JOBS Act allows startups to grow with crowdfunding

The new the Jumpstart Our Businesses and Startups Act has opened the door for crowdfunding, a boon to fledgling startups in Central Ohio seeking new ways to raise equity.

The law, which was signed by President Obama on April 5, provides a new source of funding other than loans, angel investors, or venture capital funds. Even though the law is only weeks old, there’s already a move underway to provide resources to startups and small companies on a local level.

Brian Dengler of Vorys, Sater, Seymour and Pease

Obama called the JOBS Act a “game changer.” The law authorizes the use of crowdfunding, in which a small business can sell up $1 million worth of unregistered stock every 12 months to an unlimited number of mom-and-pop investors. Unlike current crowdfunding sites that essentially enable individuals to donate on projects without any expectations of returns, the new law will enable individuals to get equity or provide micro-loans to a business.

The law opens the door for individuals to make small investments, but the JOBS Act limits investments based on the net worth of the individual. If an investor’s net worth is less than $100,000, the investment cannot be more than $2,000 or 5 percent of the person’s annual income or net worth. If the net worth is equal to or more than $100,000, the investment cannot be more than 10 percent of the investor’s annual income or net worth, with a maximum investment of $100,000.

A key change is that the investment offering can be made through a broker or an Internet funding portal that will match up investors or lenders with companies. The funding portal is a new animal under the JOBS Act. The SEC must decide over the next eight months how such portals will be regulated, and whether the standards will be more relaxed compared to other brokers.

Robert Kington, CEO of VacationView in Dublin, contends that a million dollars would give a startup enough time to build a product.

“One million dollars can fund a lot of work,” said Kingston. “It gives enough time to build a product, test our value proposition and pivot based upon user feedback.”

Crowdfunding may help level the playing field for smaller companies located in smaller and mid-size cities.

“The ability to garner funds in smaller increments can be effective for startups who have trouble gaining an audience in areas, like Central Ohio, where funding sources are more limited, as compared to tech areas such as Silicon Valley, New York, Boston or Austin,” he said.

Tom Guy, business development executive for Innovate New Albany, said the JOBS Act will benefit the entrepreneurs at the Inc@8000 center in New Albany.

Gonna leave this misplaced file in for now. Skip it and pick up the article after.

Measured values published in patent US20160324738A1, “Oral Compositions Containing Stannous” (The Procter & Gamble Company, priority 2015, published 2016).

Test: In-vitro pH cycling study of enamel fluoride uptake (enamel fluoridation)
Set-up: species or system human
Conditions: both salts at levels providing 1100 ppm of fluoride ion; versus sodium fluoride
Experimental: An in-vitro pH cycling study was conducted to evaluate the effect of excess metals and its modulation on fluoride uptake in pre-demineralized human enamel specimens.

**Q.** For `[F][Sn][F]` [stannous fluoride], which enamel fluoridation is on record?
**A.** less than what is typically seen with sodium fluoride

“Non-profits have relied on crowdfunding for years,” Guy said. “Basically they’re taking an existing model and making it available to small companies that now can use crowdfunding to offer equity.”

In April, the National Crowdfunding Association launched CrowdFund Local, a nationwide initiative to bring crowdfunding to every town and enterprise community in America that wants to give its residents the opportunity to invest in their local businesses.

The NCFA is designing CrowdFund Local as a packaged service for municipalities of all sizes, whereby they can pool local leadership to establish a crowdfunding platform or on-ramp for local businesses, said David Marlett, executive director of the NCFA.

“We are anticipating the participation of the local elected officials, community banks, the chamber of commerce, economic development board, community-based business incubators, etc.,” he said in an interview.

The new act may also encourage micro-lending, said Candace Klein, CEO of Cincinnati’s SoMoLend.com, which offers peer-to-peer lending from institutions to small businesses.

“Small  businesses can raise money in debt from lending institutions, friends, family and customers,” Klein said in an interview. Her company will position itself to enable individuals to participate in making microloans to companies when regulations under JOBS Act become official.

The Securities and Exchange Commission is required to establish rules that will govern the process of crowdfunding, especially with the creation of the funding portals. Therefore, seeking investments through crowdfunding likely will not be available until early 2013.